Google’s Jigsaw unit published a quiz that tests users’ abilities to identify phishing emails. The quiz tests you on a series of emails to see if you can distinguish telltale signs of phishing.
In a blog post, Jigsaw explains that phishing is the most common form of cyber attacks and stated that one percent of all emails sent every day are phishing attempts to steal confidential information by disguising the email with a sophisticated look-alike.
This test was developed with the help of 10,000 journalists, activists, and political leaders using the most recent and refined attempts.
In 2017, US government officials were subject to Russian phishing captured by a Google Doc look-alike email that was sent to Hillary Clinton’s campaign manager in 2016 AP reported.
WASHINGTON (AP) – It was just before noon in Moscow on March 10, 2016, when the first volley of malicious messages hit the Hillary Clinton campaign. The first 29 phishing emails were almost all misfires. Addressed to people who worked for Clinton during her first presidential run, the messages bounced back untouched.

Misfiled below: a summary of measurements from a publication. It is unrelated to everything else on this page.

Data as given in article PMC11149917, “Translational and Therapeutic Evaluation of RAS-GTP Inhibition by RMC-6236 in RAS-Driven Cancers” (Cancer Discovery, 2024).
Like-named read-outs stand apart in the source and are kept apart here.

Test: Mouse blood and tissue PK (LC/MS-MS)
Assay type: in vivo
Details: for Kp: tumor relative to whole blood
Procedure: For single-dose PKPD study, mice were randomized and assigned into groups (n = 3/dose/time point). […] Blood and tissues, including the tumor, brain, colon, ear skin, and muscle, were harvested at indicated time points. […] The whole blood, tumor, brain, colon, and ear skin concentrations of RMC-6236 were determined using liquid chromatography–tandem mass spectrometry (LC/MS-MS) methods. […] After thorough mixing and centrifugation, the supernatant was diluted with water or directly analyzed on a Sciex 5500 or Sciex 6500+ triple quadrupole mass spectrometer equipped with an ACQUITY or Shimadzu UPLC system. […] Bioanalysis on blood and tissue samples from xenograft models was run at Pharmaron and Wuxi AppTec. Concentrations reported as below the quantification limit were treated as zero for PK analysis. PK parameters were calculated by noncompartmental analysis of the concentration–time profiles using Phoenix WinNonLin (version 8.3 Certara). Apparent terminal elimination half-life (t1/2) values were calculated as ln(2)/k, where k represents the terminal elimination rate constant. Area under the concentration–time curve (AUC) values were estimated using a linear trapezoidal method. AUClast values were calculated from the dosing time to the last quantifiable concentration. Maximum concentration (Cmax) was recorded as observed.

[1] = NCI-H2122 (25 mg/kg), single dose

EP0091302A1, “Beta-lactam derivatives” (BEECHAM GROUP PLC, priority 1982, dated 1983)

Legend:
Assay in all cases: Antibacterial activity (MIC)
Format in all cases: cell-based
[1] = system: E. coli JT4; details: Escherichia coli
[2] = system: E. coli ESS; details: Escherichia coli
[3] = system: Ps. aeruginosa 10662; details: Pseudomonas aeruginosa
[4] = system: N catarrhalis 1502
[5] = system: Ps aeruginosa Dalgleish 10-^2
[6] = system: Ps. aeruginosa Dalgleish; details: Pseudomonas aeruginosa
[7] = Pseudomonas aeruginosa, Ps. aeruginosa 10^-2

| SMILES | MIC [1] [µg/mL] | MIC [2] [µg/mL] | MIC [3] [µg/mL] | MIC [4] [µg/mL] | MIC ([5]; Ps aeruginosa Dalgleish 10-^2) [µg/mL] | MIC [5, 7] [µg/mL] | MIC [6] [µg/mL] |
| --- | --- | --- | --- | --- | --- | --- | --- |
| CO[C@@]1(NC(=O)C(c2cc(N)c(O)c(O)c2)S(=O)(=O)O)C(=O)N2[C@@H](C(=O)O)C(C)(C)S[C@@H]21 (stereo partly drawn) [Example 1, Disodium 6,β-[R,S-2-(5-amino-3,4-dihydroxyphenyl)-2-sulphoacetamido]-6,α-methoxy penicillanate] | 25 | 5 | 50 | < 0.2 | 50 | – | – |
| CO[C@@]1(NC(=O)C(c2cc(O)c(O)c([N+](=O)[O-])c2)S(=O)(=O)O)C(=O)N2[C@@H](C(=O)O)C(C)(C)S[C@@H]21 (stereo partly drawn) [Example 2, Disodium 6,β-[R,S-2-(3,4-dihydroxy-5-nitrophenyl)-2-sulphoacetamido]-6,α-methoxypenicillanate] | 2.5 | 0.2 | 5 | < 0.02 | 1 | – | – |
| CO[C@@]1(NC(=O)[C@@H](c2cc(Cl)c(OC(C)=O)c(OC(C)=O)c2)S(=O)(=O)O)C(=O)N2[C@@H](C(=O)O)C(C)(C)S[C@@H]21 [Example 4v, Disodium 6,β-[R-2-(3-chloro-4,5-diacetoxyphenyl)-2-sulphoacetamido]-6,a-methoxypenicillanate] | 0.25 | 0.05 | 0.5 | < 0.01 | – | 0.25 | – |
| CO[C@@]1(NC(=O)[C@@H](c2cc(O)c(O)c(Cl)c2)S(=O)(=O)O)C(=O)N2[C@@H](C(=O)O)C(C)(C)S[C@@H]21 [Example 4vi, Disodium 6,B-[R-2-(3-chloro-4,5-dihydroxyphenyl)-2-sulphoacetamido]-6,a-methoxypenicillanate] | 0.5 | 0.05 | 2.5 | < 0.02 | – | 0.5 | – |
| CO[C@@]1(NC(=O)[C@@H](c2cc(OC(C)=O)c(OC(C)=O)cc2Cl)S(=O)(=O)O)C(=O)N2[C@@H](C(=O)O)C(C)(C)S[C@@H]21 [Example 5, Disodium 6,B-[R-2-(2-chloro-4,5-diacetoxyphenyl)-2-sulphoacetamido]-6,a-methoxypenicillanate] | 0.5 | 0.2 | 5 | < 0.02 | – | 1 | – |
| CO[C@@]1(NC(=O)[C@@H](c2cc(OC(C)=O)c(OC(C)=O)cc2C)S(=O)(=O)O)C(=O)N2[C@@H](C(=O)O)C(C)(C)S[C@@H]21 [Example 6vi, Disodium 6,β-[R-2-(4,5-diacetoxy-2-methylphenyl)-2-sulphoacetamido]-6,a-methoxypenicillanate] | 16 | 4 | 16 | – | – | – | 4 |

With the launch of Google’s phishing test as a response to many similar incidents eroding public trust in the Alphabet, Facebook and basically every other technology company, Google plans to train millions of people on signs that verify the legitimacy of email sources with the help of a few monumental tips that may save your information from being stolen by anyone with an internet connection and bad intentions. Many Americans are still not as digitally literate as many would hope, thus making this education tool even a more important one.
“Jigsaw is a subsidiary that is an experimental incubator project within Google aimed at tackling broad geopolitical problems in the tech space, often through relatively simple microsites and software projects. In the past, the group has produced troll-detecting software, an open-sourced tool to help media organizations provide journalists with VPNs, and AI tools that filter out the abusive language,” said Shannon Liao a reporter with Verge told UNDA.
Can you spot when you’re being phished? Identifying phishing can be harder than you think. Take the quiz to see how you do.